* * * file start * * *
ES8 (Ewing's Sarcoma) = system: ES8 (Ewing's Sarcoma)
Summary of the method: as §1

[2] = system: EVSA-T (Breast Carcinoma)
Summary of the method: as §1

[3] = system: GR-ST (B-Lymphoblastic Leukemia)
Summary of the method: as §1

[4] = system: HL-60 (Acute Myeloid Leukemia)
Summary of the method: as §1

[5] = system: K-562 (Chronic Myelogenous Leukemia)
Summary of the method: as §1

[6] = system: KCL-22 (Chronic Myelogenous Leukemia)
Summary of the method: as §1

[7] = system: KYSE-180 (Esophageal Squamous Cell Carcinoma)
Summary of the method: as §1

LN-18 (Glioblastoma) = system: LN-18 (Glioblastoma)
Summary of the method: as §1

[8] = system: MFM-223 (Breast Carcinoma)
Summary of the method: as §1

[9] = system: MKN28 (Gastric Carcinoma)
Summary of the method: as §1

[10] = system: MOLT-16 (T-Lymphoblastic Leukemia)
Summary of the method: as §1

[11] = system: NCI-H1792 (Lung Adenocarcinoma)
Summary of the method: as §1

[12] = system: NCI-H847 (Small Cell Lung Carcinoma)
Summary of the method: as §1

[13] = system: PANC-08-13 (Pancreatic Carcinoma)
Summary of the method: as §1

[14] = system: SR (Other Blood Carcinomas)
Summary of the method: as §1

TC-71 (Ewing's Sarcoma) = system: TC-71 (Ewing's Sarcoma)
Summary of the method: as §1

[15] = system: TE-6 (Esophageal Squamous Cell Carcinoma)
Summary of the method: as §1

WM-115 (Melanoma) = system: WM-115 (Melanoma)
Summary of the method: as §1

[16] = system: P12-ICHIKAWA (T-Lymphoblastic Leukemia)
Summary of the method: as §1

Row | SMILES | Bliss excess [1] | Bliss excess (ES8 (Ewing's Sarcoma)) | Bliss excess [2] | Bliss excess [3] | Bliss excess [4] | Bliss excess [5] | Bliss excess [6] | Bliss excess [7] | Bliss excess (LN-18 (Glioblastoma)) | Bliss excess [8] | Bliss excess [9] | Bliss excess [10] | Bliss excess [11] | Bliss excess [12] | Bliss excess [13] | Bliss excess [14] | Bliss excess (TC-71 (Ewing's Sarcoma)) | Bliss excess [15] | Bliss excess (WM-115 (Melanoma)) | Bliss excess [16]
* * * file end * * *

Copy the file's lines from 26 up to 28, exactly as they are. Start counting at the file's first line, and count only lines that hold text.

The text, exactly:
Summary of the method: as §1

[13] = system: PANC-08-13 (Pancreatic Carcinoma)
Summary of the method: as §1